Antimicrobial efficacy against Staphylococcus aureus is frequently required by the U.S. EPA and is identified as a “reference bacterium” for Gram positive bacterium for testing purposes. The toughest strain of this bacterium is known as MRSA (Methacillin Resistant Staphylococcus Arureus) which has become one of the foremost concerns in hospitals and clinics.
Similarly, antimicrobial efficacy against Pseudomonas aeruginosa is frequently required by the U.S EPA as a representative pathogen of clinical importance, which is often associated with hospital-acquired infections. Pseudomonas aeruginosa is a “reference bacterium” for Gram negative bacterium for testing purposes.
In the food processing area, another important representative pathogen is the Gram negative bacterium Escherichia coli. (commonly referred to as “e-coli”)
Mould is a much tougher organism to kill when compared to bacteria organisms. Aspergillus niger is considered one of the most resilient fungal strains and is identified by the EPA as a “reference organism” for testing purposes on the Mould group.
We chose these organisms to test in an independent lab to demonstrate Odorox® technologies ability to kill the toughest “reference” organisms knowing it would show likelihood of being effective on similar organisms in the same area of reference. Complete test results are listed and linked below.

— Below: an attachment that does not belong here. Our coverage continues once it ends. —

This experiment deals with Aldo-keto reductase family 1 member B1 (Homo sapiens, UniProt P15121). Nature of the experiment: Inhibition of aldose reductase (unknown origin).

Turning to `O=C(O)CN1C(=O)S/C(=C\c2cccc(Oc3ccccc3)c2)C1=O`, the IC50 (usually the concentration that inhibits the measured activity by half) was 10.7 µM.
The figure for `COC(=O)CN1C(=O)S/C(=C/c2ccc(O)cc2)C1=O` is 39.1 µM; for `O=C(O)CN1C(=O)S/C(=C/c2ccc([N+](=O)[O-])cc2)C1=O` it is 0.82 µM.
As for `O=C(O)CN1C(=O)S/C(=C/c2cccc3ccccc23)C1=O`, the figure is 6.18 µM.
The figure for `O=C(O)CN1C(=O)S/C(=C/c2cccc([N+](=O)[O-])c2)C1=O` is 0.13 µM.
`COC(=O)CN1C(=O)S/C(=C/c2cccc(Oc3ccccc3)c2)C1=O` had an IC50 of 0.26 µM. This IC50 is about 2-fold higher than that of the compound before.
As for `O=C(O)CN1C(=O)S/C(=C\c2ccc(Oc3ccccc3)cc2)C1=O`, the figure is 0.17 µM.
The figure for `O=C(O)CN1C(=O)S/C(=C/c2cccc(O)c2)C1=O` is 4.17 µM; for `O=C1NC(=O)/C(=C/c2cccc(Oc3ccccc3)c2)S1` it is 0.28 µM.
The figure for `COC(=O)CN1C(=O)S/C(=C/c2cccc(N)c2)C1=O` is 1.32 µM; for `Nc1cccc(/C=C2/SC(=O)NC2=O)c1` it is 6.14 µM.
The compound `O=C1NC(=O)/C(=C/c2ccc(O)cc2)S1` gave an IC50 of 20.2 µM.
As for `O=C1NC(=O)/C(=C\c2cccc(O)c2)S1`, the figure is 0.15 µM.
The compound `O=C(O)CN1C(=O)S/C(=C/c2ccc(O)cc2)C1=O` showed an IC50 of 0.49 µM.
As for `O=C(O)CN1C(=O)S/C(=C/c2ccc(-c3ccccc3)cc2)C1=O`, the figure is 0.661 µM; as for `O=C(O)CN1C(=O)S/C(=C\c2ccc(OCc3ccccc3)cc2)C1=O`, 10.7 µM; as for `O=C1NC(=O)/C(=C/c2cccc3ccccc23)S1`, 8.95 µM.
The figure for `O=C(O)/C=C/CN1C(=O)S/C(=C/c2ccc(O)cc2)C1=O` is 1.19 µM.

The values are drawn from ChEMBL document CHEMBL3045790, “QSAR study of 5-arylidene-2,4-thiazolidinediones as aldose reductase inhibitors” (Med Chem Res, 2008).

Influenza type ‘A’ viruses are the most dangerous human pathogens among the influenza types and cause the most severe disease. Influenza epidemics result in 250,000 to 500,000 deaths globally each year.
Listeria monocytogenes is a gram-positive, rod-shaped bacterium responsible for listeriosis, a lethal food-borne infection that has a devastating fatality rate of 25% (Salmonella, in comparison, has a less than 1% mortality rate). Listeria is incredibly hardy and able to grow in temperatures ranging from 39°F (4°C) to 99°F (37°C).
C.difficile is a spore-forming, gram-positive bacillus that causes potentially life-threatening colitis. Its spores can survive outside the human body for months on surfaces including bedrails, commodes, bedpans, thermometers, wheelchairs, endoscopes, bathing tubs, and the hands of health care workers.
Porcine Reproductive and Respiratory Syndrome (PRRS) is a small, enveloped RNA virus that causes disease in pigs. This economically important pandemic causes reproductive failure in breeding stock and respiratory tract illness. The PRRS virus cost the US swine industry in excesses of $560 million in losses each year.